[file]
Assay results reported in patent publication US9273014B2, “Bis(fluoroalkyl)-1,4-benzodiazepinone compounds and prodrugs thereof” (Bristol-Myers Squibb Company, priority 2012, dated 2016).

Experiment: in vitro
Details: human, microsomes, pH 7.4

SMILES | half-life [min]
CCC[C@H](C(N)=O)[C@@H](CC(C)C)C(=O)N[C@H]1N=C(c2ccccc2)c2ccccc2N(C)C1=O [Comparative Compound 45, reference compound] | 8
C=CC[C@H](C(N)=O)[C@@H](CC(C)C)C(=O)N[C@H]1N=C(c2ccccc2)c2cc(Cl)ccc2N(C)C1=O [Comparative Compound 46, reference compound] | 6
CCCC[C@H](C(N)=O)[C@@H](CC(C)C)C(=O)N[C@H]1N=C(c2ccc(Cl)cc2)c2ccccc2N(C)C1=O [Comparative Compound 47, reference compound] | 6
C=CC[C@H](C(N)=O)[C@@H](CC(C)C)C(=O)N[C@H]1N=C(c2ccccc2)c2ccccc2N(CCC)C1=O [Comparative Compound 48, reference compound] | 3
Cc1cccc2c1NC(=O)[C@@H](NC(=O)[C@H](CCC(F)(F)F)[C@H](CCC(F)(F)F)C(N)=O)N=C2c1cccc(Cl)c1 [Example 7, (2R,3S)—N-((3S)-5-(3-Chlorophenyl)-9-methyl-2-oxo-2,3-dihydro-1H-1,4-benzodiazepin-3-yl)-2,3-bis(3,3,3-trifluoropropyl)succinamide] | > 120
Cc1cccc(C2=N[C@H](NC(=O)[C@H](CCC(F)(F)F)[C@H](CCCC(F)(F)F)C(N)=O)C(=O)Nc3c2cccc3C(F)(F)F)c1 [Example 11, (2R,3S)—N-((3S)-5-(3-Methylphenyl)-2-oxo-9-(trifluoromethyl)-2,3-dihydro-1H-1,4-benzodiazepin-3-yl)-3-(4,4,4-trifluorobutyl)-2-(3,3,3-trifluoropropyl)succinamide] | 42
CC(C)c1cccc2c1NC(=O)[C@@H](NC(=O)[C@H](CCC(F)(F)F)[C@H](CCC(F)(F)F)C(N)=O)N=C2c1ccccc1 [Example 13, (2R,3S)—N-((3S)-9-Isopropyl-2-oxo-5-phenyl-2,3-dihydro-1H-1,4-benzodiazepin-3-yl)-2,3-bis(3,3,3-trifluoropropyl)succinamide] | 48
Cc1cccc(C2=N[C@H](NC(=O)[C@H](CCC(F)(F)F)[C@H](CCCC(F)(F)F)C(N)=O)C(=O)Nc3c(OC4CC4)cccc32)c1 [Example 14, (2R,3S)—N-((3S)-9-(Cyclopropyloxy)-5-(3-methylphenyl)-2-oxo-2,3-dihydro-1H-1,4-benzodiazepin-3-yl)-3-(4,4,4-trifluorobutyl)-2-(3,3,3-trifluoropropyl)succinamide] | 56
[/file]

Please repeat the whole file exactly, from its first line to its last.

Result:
Assay results reported in patent publication US9273014B2, “Bis(fluoroalkyl)-1,4-benzodiazepinone compounds and prodrugs thereof” (Bristol-Myers Squibb Company, priority 2012, dated 2016).

Experiment: in vitro
Details: human, microsomes, pH 7.4

SMILES | half-life [min]
CCC[C@H](C(N)=O)[C@@H](CC(C)C)C(=O)N[C@H]1N=C(c2ccccc2)c2ccccc2N(C)C1=O [Comparative Compound 45, reference compound] | 8
C=CC[C@H](C(N)=O)[C@@H](CC(C)C)C(=O)N[C@H]1N=C(c2ccccc2)c2cc(Cl)ccc2N(C)C1=O [Comparative Compound 46, reference compound] | 6
CCCC[C@H](C(N)=O)[C@@H](CC(C)C)C(=O)N[C@H]1N=C(c2ccc(Cl)cc2)c2ccccc2N(C)C1=O [Comparative Compound 47, reference compound] | 6
C=CC[C@H](C(N)=O)[C@@H](CC(C)C)C(=O)N[C@H]1N=C(c2ccccc2)c2ccccc2N(CCC)C1=O [Comparative Compound 48, reference compound] | 3
Cc1cccc2c1NC(=O)[C@@H](NC(=O)[C@H](CCC(F)(F)F)[C@H](CCC(F)(F)F)C(N)=O)N=C2c1cccc(Cl)c1 [Example 7, (2R,3S)—N-((3S)-5-(3-Chlorophenyl)-9-methyl-2-oxo-2,3-dihydro-1H-1,4-benzodiazepin-3-yl)-2,3-bis(3,3,3-trifluoropropyl)succinamide] | > 120
Cc1cccc(C2=N[C@H](NC(=O)[C@H](CCC(F)(F)F)[C@H](CCCC(F)(F)F)C(N)=O)C(=O)Nc3c2cccc3C(F)(F)F)c1 [Example 11, (2R,3S)—N-((3S)-5-(3-Methylphenyl)-2-oxo-9-(trifluoromethyl)-2,3-dihydro-1H-1,4-benzodiazepin-3-yl)-3-(4,4,4-trifluorobutyl)-2-(3,3,3-trifluoropropyl)succinamide] | 42
CC(C)c1cccc2c1NC(=O)[C@@H](NC(=O)[C@H](CCC(F)(F)F)[C@H](CCC(F)(F)F)C(N)=O)N=C2c1ccccc1 [Example 13, (2R,3S)—N-((3S)-9-Isopropyl-2-oxo-5-phenyl-2,3-dihydro-1H-1,4-benzodiazepin-3-yl)-2,3-bis(3,3,3-trifluoropropyl)succinamide] | 48
Cc1cccc(C2=N[C@H](NC(=O)[C@H](CCC(F)(F)F)[C@H](CCCC(F)(F)F)C(N)=O)C(=O)Nc3c(OC4CC4)cccc32)c1 [Example 14, (2R,3S)—N-((3S)-9-(Cyclopropyloxy)-5-(3-methylphenyl)-2-oxo-2,3-dihydro-1H-1,4-benzodiazepin-3-yl)-3-(4,4,4-trifluorobutyl)-2-(3,3,3-trifluoropropyl)succinamide] | 56